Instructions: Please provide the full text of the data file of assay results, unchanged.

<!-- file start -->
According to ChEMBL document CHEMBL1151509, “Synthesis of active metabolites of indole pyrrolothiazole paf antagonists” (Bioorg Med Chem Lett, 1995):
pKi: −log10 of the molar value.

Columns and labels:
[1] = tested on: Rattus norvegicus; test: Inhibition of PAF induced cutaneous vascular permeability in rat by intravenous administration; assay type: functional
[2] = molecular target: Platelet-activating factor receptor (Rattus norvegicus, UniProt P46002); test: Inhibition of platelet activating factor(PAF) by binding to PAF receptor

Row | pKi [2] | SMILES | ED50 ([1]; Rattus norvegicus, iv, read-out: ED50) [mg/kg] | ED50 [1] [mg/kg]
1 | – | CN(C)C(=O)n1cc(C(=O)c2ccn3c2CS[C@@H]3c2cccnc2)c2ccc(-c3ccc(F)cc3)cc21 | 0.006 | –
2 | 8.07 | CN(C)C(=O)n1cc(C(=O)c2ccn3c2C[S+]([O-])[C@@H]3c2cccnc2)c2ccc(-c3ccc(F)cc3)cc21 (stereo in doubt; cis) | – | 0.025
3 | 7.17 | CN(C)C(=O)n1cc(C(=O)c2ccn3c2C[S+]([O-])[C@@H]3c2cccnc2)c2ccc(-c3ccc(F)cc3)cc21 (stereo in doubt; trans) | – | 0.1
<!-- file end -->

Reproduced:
According to ChEMBL document CHEMBL1151509, “Synthesis of active metabolites of indole pyrrolothiazole paf antagonists” (Bioorg Med Chem Lett, 1995):
pKi: −log10 of the molar value.

Columns and labels:
[1] = tested on: Rattus norvegicus; test: Inhibition of PAF induced cutaneous vascular permeability in rat by intravenous administration; assay type: functional
[2] = molecular target: Platelet-activating factor receptor (Rattus norvegicus, UniProt P46002); test: Inhibition of platelet activating factor(PAF) by binding to PAF receptor

Row | pKi [2] | SMILES | ED50 ([1]; Rattus norvegicus, iv, read-out: ED50) [mg/kg] | ED50 [1] [mg/kg]
1 | – | CN(C)C(=O)n1cc(C(=O)c2ccn3c2CS[C@@H]3c2cccnc2)c2ccc(-c3ccc(F)cc3)cc21 | 0.006 | –
2 | 8.07 | CN(C)C(=O)n1cc(C(=O)c2ccn3c2C[S+]([O-])[C@@H]3c2cccnc2)c2ccc(-c3ccc(F)cc3)cc21 (stereo in doubt; cis) | – | 0.025
3 | 7.17 | CN(C)C(=O)n1cc(C(=O)c2ccn3c2C[S+]([O-])[C@@H]3c2cccnc2)c2ccc(-c3ccc(F)cc3)cc21 (stereo in doubt; trans) | – | 0.1